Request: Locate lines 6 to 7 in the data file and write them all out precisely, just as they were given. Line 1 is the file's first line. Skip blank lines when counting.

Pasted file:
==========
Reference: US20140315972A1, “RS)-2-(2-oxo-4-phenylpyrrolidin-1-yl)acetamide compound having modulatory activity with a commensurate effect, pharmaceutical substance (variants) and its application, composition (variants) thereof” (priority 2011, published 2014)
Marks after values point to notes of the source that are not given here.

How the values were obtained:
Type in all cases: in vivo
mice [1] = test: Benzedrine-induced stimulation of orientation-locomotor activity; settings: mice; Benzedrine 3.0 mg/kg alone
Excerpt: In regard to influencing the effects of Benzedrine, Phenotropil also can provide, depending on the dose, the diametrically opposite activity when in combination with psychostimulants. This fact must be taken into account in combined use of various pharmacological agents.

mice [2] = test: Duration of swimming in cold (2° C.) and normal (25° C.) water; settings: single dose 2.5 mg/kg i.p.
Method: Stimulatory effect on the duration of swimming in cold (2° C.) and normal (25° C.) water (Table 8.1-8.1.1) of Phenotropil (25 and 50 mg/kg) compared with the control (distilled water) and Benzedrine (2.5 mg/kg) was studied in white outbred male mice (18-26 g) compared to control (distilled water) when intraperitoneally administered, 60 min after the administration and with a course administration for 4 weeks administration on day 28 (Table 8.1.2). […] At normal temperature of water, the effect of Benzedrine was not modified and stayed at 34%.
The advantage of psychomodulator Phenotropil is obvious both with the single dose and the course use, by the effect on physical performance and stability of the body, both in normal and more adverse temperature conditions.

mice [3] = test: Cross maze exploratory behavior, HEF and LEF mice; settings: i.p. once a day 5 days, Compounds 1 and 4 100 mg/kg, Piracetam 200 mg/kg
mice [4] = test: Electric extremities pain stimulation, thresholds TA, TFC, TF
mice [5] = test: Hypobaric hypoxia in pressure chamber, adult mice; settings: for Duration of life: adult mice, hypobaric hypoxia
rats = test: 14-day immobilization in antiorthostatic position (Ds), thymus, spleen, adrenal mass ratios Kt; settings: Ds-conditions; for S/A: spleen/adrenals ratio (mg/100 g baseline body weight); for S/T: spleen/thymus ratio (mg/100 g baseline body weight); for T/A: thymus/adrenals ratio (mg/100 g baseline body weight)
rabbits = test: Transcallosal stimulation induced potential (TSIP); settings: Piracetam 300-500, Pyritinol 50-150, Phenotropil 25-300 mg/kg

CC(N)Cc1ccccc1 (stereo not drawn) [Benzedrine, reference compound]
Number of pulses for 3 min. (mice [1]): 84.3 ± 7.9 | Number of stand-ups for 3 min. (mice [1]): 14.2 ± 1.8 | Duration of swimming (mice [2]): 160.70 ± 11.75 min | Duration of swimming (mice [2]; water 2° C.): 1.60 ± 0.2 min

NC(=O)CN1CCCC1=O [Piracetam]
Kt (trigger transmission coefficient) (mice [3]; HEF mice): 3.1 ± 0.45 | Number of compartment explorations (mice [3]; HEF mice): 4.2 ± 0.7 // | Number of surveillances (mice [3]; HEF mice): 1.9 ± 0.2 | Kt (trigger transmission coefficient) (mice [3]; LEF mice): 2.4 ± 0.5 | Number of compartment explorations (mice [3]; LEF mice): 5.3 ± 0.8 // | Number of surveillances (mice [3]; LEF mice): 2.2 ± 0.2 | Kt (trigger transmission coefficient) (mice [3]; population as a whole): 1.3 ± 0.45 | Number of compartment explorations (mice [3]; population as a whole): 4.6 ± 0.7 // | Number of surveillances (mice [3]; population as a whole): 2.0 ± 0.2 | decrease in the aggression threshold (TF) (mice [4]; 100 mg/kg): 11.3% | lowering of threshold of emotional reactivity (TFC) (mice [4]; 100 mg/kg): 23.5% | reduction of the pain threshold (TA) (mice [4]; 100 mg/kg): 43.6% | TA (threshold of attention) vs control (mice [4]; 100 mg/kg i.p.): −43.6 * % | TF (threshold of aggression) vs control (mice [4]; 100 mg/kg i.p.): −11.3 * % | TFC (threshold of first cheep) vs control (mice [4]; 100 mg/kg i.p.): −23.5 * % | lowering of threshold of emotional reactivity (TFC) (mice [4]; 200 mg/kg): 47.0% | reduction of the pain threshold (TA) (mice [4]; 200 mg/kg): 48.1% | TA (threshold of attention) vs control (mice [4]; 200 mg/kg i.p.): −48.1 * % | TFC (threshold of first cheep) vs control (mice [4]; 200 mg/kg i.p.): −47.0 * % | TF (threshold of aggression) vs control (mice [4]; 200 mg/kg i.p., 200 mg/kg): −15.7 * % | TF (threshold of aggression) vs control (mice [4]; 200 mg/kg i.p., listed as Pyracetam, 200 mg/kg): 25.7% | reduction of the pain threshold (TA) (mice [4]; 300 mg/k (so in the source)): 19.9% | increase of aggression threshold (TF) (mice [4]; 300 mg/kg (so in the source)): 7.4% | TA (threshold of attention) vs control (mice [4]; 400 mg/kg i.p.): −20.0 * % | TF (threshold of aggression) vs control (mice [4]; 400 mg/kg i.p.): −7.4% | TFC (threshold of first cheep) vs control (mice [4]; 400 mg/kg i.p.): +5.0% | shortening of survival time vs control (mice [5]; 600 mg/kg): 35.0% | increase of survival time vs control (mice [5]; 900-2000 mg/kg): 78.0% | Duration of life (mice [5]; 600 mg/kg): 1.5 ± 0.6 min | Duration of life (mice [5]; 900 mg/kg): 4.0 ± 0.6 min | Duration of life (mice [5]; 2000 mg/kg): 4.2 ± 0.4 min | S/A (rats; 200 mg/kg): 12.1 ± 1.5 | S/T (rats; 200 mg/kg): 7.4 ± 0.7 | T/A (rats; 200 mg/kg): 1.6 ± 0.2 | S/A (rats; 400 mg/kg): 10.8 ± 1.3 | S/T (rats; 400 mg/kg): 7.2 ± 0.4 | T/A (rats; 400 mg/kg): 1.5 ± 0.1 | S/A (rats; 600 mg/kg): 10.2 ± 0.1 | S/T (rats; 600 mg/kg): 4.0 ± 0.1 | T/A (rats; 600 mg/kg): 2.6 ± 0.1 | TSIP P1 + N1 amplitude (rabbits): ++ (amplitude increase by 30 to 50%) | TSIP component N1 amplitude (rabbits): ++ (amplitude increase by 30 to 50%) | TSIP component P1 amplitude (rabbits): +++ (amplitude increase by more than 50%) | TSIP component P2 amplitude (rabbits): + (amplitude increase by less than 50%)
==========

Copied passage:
Excerpt: In regard to influencing the effects of Benzedrine, Phenotropil also can provide, depending on the dose, the diametrically opposite activity when in combination with psychostimulants. This fact must be taken into account in combined use of various pharmacological agents.

mice [2] = test: Duration of swimming in cold (2° C.) and normal (25° C.) water; settings: single dose 2.5 mg/kg i.p.